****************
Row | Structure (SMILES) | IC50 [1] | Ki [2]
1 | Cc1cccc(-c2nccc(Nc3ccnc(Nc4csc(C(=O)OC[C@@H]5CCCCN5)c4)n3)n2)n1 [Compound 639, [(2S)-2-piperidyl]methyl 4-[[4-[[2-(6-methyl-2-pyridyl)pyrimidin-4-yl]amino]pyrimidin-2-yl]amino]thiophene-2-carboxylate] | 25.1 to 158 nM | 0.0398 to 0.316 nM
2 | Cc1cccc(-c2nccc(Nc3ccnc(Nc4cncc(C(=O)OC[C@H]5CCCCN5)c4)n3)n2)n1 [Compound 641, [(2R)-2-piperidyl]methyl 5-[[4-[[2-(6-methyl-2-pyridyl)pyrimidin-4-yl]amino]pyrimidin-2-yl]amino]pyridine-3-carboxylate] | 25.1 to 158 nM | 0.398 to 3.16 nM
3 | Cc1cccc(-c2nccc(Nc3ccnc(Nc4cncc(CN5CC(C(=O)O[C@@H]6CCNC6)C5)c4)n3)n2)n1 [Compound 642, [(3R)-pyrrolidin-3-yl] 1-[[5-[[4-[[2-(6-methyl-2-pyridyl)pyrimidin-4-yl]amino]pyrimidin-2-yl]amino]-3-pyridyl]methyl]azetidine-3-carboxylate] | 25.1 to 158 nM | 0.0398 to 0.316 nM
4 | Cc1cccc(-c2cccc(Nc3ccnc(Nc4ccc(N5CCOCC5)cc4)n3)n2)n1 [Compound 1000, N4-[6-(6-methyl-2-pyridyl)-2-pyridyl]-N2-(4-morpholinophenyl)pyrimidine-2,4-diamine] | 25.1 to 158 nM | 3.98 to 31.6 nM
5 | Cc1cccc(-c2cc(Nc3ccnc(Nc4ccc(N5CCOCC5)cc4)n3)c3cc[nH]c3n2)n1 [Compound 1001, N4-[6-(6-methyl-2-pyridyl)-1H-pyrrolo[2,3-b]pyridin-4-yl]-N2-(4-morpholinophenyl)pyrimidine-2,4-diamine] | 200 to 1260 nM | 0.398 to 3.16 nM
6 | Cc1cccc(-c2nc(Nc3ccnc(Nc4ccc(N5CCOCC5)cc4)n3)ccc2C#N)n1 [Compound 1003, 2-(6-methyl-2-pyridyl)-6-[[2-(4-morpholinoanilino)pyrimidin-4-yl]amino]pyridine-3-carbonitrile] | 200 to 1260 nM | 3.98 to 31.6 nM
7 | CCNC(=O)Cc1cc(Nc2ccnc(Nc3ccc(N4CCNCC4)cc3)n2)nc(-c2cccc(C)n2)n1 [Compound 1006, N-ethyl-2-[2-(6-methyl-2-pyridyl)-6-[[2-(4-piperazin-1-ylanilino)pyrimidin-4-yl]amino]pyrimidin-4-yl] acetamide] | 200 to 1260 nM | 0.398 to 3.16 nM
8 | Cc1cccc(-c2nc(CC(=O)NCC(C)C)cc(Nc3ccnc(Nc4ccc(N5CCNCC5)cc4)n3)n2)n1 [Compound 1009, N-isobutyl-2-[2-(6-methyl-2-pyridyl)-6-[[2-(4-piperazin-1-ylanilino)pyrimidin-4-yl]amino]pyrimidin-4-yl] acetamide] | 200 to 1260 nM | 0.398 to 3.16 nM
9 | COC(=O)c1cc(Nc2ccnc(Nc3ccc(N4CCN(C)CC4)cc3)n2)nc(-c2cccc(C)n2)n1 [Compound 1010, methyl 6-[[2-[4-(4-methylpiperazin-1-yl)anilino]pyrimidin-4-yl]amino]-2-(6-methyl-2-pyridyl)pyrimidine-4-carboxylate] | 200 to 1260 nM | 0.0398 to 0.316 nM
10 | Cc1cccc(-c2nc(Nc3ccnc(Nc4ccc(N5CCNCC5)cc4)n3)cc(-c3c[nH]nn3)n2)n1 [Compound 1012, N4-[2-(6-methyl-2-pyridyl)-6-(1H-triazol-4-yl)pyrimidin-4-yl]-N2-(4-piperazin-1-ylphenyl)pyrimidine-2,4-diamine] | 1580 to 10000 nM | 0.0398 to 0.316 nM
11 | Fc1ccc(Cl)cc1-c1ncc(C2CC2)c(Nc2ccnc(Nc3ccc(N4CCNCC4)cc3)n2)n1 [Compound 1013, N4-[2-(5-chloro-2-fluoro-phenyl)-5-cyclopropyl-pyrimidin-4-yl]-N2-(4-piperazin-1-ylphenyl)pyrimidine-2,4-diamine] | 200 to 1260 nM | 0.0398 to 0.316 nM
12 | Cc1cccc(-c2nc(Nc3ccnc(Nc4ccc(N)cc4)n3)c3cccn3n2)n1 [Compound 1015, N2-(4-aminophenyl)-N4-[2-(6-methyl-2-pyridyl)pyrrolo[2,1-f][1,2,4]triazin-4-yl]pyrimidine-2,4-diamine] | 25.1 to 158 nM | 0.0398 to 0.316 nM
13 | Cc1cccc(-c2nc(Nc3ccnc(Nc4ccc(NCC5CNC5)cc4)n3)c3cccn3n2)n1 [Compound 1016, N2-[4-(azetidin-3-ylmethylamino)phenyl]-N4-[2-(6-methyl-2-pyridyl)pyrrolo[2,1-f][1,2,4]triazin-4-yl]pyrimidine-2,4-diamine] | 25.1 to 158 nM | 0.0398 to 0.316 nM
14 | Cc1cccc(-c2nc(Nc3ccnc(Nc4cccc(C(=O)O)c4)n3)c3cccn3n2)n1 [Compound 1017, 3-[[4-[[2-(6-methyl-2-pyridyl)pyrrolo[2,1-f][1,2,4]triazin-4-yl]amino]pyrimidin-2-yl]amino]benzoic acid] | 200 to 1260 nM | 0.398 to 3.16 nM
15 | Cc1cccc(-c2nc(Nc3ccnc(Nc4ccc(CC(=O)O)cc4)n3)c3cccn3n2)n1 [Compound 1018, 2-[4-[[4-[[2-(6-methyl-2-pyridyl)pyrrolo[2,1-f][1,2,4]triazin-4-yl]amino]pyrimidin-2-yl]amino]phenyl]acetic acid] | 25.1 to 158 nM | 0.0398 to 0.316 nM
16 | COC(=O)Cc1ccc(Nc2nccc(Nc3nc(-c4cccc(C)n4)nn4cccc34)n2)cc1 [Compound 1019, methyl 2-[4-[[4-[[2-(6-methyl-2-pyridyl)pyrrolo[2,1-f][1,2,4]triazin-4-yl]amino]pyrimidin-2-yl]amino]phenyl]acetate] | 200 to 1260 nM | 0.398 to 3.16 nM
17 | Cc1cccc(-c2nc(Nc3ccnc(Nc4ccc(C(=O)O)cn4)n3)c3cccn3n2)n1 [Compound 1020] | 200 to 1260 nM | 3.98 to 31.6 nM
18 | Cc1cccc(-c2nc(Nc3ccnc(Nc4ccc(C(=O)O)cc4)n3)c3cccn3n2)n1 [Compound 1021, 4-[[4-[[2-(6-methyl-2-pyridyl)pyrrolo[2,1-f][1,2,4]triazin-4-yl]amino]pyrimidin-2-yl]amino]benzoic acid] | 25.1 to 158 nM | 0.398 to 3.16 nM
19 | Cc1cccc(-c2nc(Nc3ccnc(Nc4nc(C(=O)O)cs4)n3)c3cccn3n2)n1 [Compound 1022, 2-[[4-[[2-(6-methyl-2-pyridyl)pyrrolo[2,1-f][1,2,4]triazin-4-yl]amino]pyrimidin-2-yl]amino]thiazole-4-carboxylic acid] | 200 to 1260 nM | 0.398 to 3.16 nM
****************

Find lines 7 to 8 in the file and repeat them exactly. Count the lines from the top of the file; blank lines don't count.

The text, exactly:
6 | Cc1cccc(-c2nc(Nc3ccnc(Nc4ccc(N5CCOCC5)cc4)n3)ccc2C#N)n1 [Compound 1003, 2-(6-methyl-2-pyridyl)-6-[[2-(4-morpholinoanilino)pyrimidin-4-yl]amino]pyridine-3-carbonitrile] | 200 to 1260 nM | 3.98 to 31.6 nM
7 | CCNC(=O)Cc1cc(Nc2ccnc(Nc3ccc(N4CCNCC4)cc3)n2)nc(-c2cccc(C)n2)n1 [Compound 1006, N-ethyl-2-[2-(6-methyl-2-pyridyl)-6-[[2-(4-piperazin-1-ylanilino)pyrimidin-4-yl]amino]pyrimidin-4-yl] acetamide] | 200 to 1260 nM | 0.398 to 3.16 nM